A new book argues that the West built its civilization on a reasonable faith. Will modern pathologies, from Marxism to...
This poem appears in the Fall 2019 issue of Modern Age. To subscribe now, go here.
In our garage, your hockey skates still dangle.
Green and yellow parakeets still call
From your painting on my office wall,
Bright birds slowly dimming on a tangle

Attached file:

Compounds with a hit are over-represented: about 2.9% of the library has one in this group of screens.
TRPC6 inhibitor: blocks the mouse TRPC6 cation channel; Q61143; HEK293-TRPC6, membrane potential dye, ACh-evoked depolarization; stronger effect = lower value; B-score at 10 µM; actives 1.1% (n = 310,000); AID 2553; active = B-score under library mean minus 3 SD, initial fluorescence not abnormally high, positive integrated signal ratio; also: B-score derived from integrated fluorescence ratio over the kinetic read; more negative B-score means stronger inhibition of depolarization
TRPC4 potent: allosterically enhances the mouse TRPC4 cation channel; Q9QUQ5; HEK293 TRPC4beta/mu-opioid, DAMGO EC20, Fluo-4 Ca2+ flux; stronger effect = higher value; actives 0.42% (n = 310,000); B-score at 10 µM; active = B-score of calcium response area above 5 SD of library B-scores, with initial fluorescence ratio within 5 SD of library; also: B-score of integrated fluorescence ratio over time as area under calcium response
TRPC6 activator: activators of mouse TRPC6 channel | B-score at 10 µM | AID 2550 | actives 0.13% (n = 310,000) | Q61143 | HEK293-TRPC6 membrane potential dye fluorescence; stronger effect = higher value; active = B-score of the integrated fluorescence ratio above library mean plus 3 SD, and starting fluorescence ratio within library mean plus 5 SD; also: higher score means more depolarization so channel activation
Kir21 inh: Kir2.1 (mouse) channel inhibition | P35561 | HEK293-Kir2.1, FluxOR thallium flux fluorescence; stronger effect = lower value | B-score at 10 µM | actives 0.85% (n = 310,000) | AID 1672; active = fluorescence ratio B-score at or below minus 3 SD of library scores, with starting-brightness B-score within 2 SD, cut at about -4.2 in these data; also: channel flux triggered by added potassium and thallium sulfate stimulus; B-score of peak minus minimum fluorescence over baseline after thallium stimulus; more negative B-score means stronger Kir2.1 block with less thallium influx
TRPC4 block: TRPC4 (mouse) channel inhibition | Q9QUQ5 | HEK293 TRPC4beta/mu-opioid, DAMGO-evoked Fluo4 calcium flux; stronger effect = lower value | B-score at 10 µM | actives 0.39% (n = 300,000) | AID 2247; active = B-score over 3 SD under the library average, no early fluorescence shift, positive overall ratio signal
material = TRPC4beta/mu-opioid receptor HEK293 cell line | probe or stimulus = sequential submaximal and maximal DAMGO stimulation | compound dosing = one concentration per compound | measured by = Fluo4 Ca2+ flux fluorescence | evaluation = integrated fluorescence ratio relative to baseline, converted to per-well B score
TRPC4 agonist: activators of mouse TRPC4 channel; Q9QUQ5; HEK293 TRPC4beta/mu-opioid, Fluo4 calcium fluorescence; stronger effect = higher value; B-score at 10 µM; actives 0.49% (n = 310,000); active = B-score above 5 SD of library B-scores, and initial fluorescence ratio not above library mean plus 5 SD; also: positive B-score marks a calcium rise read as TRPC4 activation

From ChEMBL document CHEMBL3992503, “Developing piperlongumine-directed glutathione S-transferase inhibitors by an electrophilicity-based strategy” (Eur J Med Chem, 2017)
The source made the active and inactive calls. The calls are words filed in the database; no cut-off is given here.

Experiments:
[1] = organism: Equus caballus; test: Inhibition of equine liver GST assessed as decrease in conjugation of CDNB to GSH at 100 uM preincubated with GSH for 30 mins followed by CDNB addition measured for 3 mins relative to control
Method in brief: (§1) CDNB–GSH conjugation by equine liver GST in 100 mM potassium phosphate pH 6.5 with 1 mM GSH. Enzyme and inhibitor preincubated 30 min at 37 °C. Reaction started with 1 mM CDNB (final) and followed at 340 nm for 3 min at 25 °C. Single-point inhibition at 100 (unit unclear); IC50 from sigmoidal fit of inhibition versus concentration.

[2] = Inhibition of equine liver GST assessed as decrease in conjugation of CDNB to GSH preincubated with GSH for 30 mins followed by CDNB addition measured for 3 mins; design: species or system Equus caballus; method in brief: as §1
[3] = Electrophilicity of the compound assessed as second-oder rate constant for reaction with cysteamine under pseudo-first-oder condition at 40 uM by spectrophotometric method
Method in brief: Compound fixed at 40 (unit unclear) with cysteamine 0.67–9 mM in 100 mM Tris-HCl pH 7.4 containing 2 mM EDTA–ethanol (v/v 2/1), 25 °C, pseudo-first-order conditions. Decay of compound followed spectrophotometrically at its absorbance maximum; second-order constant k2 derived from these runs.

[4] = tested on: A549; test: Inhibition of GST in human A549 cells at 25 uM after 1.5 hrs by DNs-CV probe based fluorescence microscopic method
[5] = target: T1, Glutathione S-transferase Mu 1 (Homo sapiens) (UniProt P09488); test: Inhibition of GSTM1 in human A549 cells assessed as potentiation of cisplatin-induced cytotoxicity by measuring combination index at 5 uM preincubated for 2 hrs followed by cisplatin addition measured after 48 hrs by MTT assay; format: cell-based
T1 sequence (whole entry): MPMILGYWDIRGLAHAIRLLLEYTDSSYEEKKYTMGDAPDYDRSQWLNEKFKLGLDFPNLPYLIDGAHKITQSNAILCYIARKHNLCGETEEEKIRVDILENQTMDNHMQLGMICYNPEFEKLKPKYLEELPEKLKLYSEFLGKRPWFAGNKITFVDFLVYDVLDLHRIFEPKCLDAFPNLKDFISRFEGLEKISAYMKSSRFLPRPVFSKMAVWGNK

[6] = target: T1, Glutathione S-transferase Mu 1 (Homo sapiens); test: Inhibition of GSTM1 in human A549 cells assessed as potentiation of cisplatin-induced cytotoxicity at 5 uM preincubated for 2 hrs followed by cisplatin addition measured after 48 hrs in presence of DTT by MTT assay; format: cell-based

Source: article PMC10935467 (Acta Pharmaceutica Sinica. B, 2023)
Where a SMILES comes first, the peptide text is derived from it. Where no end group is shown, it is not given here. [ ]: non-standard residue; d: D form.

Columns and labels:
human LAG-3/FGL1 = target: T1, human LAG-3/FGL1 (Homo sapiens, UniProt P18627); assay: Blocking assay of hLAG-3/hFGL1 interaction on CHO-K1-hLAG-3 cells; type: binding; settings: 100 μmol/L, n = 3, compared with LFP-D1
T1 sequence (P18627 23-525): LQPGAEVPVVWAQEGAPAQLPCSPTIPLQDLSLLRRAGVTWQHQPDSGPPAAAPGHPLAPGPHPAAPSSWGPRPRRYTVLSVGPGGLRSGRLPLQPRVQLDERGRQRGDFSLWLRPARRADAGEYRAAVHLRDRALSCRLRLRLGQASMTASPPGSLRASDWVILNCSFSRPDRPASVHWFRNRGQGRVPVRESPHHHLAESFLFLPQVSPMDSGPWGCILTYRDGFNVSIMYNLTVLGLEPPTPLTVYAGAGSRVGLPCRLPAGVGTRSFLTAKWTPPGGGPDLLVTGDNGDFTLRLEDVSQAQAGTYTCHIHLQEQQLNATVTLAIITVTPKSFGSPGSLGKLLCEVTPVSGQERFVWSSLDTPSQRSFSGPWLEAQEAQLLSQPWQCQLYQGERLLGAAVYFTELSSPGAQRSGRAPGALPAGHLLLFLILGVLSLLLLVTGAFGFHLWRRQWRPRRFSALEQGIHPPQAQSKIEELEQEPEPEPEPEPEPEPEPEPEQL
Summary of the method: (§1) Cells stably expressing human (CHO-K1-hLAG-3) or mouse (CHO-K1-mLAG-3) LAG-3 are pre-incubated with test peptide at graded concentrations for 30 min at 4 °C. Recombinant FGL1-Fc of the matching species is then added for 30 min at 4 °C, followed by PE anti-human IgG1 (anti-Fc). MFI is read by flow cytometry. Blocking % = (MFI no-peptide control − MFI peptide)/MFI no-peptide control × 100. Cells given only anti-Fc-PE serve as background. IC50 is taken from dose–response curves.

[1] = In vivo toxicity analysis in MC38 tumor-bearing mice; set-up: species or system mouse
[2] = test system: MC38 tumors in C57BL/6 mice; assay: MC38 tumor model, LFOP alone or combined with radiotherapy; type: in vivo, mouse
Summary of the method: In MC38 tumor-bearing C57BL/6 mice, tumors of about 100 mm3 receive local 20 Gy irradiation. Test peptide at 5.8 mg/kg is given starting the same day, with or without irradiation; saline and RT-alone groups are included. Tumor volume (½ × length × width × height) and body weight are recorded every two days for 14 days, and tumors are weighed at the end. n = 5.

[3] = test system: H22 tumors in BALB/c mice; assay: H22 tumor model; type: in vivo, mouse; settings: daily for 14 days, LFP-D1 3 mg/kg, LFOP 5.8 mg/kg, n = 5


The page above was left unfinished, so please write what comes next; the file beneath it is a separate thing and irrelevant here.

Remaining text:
Of brown, twigless branches. A singing bowl,
A book of Dylan’s lyrics, a leather journal
Whose stiffening leaves I turn to read each kernel
Of tunes (the jigsaw pieces of your soul),
The Warwick bass you paid for by yourself,
Three joints you rolled that I will never smoke,
A New Year’s gift you gave me as a joke,
And you—now dust and ash—rest on my shelf.
Watercolors fade. Ashes scatter,
But love remains—firm, unchanging matter.
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